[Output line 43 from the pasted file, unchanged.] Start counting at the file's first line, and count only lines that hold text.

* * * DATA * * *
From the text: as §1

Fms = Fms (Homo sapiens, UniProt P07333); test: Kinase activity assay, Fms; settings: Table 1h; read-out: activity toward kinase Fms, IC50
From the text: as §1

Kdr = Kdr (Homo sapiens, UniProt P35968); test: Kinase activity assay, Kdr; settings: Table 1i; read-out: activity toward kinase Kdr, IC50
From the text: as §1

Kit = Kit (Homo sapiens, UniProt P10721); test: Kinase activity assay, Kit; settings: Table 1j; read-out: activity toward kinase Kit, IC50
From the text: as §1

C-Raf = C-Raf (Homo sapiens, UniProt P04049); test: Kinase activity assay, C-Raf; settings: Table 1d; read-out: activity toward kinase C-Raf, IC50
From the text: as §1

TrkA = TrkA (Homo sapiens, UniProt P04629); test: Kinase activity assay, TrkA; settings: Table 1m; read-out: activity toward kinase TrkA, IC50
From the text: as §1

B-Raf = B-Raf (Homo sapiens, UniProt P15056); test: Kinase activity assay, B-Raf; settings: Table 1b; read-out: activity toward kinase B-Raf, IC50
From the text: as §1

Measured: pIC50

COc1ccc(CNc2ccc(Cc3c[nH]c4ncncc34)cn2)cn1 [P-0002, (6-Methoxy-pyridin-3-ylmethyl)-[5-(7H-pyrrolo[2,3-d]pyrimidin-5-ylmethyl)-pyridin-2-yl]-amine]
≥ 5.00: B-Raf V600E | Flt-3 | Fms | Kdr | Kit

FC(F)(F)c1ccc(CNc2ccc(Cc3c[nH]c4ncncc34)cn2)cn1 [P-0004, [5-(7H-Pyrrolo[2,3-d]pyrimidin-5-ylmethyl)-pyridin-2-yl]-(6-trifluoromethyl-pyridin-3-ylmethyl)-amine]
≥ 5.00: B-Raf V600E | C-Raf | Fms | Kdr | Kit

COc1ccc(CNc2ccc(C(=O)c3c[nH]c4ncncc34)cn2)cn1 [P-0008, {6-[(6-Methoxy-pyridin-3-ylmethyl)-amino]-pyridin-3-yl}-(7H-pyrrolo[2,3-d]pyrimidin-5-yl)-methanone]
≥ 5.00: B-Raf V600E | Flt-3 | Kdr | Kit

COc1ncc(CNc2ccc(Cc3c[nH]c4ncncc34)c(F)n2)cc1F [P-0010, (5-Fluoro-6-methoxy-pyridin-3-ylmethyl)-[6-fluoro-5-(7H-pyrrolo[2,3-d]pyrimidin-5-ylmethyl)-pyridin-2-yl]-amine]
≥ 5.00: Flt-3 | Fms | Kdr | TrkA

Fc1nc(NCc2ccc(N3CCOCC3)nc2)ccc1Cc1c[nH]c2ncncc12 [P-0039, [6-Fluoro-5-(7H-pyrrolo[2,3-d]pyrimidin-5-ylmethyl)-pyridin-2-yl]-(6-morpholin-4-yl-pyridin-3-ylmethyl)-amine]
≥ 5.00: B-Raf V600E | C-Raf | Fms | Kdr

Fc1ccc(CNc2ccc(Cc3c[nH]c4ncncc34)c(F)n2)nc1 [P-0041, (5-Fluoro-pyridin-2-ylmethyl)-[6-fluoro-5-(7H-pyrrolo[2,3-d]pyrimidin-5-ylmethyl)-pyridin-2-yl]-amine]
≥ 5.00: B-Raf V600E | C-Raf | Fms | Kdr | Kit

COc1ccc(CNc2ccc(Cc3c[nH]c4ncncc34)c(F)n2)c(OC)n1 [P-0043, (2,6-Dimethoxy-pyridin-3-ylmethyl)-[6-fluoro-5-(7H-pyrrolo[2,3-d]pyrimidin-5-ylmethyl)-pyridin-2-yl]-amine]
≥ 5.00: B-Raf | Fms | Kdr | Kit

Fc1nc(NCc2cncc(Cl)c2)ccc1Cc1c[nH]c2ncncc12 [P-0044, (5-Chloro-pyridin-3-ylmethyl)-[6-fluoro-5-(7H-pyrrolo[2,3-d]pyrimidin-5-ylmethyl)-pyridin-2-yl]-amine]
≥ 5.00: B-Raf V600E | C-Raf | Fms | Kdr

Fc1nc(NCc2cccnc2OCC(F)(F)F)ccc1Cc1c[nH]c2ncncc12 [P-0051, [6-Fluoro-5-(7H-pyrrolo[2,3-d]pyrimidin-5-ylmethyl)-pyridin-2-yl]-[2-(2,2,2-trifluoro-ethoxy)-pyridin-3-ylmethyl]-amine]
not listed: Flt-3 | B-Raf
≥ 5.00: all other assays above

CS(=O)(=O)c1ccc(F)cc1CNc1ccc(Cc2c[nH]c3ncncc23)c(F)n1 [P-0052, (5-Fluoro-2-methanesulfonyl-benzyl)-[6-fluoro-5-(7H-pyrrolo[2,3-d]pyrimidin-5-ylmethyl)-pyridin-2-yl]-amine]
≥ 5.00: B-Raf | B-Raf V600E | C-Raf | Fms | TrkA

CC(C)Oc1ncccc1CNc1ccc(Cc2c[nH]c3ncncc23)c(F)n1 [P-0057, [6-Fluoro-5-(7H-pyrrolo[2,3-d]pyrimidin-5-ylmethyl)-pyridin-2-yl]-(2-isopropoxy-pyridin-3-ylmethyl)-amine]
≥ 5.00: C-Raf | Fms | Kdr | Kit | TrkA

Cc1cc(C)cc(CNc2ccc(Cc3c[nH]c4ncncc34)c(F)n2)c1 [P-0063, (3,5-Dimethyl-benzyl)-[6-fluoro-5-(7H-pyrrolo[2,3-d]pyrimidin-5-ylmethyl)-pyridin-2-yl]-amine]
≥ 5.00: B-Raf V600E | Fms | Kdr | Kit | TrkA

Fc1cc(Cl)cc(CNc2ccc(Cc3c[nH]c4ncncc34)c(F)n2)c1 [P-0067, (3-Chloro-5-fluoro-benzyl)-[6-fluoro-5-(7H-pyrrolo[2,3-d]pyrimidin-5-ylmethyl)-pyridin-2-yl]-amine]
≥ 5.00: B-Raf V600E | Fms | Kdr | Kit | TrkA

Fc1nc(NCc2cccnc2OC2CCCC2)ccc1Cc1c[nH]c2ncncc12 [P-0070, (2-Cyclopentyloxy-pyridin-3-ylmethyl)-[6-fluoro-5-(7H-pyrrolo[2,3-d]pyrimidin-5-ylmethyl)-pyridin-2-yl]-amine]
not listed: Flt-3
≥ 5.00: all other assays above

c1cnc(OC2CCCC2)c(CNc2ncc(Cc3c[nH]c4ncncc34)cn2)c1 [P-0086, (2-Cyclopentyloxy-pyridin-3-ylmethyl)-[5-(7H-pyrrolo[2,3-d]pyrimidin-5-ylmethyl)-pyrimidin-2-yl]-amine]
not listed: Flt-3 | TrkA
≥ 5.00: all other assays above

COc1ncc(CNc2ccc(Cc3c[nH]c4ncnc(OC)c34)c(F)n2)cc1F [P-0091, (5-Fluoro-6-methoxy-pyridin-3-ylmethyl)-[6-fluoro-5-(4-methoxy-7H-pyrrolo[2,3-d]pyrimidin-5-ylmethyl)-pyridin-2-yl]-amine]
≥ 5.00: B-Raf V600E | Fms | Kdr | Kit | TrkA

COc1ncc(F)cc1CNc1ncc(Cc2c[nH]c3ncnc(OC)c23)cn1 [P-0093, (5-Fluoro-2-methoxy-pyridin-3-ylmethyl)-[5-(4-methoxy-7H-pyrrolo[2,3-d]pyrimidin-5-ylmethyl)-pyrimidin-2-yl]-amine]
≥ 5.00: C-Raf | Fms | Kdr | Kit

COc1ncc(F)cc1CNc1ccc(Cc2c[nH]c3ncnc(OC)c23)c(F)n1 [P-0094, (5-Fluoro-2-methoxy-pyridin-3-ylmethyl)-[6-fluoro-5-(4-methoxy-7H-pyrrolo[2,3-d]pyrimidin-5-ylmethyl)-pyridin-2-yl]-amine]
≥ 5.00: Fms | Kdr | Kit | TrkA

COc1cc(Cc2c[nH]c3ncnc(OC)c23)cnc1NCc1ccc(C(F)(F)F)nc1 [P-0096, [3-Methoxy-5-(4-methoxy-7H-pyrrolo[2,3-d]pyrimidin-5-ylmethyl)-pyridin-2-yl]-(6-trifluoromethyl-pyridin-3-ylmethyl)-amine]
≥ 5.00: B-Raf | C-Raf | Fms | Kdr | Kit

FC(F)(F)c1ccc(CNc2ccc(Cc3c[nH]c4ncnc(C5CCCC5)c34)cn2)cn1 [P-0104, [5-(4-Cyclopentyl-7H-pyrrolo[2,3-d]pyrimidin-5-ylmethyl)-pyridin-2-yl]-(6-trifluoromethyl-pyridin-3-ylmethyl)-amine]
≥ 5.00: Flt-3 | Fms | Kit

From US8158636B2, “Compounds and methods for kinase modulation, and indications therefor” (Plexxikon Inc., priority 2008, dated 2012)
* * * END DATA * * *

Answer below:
not listed: Flt-3